It required only a matter of minutes for the Friedman Memorial Airport Authority to grasp—and then gasp!—the political and financial realities of trying to keep the Hailey airport operating at its present site.
Without so much as a formal vote, the board moved on to other business at its monthly meeting Tuesday night after hearing a consultant's report. This would seem to indicate its decision to find a distant site for a new airport was the paramount objective and tacitly agreeing Friedman's future as a commercial field is doomed.
The city of Hailey and the Blaine County Commission have already formally voted to not expand Friedman beyond its 230 acres, which would be required to comply with Federal Aviation Administration safety standards.
At the insistence of north Blaine County resort and business interests, the authority instructed airport consultants Mead & Hunt and Toothman-Orton to study what would be required to keep Friedman operating.
The findings, based on FAA standards, were staggering:
· To provide more separation between the runway and parallel taxiways, a large segment of state Highway 75 would need to be relocated eastward to accommodate an expanded airport.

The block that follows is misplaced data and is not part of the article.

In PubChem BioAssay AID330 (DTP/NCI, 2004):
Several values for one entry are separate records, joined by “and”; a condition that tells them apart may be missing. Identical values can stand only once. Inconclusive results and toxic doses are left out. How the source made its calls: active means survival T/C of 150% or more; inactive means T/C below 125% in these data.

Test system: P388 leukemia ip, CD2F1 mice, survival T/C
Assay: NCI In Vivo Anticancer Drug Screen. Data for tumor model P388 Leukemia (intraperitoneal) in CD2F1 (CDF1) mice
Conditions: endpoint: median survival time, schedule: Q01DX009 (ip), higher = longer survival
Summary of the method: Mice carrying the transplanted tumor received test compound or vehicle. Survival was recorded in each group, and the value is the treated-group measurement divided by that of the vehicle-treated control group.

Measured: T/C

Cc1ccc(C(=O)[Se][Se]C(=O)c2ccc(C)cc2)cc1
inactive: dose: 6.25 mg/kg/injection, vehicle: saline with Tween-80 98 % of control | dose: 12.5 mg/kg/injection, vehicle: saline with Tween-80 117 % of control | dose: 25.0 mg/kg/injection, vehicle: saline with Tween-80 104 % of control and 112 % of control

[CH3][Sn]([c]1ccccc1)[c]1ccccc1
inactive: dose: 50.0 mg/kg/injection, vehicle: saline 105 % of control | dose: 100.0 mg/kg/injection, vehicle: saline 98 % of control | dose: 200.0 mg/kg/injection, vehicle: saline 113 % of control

· Moving the highway would require immediate condemnation of at least 30 homes in the Woodside area, with more to be condemned because of the environmental impact of closer airport operations.
· More land would need to be acquired to extend the runway southward.
· Such a major modification of the airport would close it for construction for the better part of a year, thus preventing crucial airline service.
· Expanding the airport to the west would be as costly or more so: all existing facilities, such as hangars, terminal, fire and rescue facilities, and parking ramps, would need to be razed and rebuilt on additional land to be acquired.
Airport manager Rick Baird said just the on-airport construction costs would be $40 million or more. Costs of relocating the highway and condemnation of homes would run into additional millions of dollars.
Baird and the board concluded that a new airport—estimated to cost $100 million—at a new 1,200-acre site with more space, complete all-weather navigational aids and away from mountainous terrain obstructions would be a better investment.